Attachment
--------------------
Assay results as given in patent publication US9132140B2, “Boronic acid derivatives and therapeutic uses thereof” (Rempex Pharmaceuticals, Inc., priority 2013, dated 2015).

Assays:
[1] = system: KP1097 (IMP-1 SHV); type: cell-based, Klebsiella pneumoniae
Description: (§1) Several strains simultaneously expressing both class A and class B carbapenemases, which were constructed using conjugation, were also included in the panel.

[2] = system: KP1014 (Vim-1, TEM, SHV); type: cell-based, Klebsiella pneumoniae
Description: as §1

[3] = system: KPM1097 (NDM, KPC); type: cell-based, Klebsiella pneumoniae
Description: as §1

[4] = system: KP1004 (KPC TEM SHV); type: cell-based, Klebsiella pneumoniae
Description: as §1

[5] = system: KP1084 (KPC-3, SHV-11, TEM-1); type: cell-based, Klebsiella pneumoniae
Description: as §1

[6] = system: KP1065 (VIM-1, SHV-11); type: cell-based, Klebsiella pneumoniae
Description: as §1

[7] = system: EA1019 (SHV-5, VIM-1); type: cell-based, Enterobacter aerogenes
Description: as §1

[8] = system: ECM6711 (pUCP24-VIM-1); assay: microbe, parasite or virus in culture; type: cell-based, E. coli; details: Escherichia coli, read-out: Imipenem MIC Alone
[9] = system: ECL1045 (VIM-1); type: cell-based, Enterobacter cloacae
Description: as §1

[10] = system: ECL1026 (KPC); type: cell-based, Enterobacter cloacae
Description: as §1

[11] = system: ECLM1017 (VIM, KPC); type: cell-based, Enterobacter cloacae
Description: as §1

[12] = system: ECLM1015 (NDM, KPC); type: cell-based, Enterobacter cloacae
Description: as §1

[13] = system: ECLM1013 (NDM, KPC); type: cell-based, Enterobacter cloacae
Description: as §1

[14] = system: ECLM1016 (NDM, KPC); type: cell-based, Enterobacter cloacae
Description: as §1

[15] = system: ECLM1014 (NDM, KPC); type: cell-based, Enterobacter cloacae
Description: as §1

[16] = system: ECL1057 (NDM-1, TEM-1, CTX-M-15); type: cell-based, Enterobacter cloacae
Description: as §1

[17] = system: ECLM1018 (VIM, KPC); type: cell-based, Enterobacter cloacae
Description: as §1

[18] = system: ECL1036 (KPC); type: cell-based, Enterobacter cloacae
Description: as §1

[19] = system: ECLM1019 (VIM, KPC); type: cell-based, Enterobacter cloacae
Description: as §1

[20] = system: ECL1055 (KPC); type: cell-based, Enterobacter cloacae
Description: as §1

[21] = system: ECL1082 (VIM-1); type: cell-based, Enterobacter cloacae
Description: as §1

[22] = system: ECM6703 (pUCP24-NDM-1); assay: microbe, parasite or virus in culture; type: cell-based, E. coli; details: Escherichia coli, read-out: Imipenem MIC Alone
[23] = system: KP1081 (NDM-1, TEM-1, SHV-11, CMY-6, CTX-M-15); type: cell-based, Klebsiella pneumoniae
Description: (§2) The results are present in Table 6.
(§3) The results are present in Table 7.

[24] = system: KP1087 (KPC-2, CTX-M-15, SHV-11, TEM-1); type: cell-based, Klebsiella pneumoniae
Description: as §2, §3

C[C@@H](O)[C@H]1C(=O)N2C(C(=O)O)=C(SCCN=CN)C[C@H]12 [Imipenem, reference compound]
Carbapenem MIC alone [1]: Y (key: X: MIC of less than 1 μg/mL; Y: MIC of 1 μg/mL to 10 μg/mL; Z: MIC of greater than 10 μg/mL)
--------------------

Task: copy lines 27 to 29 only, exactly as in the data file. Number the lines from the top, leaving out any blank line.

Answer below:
Description: as §1

[14] = system: ECLM1016 (NDM, KPC); type: cell-based, Enterobacter cloacae
Description: as §1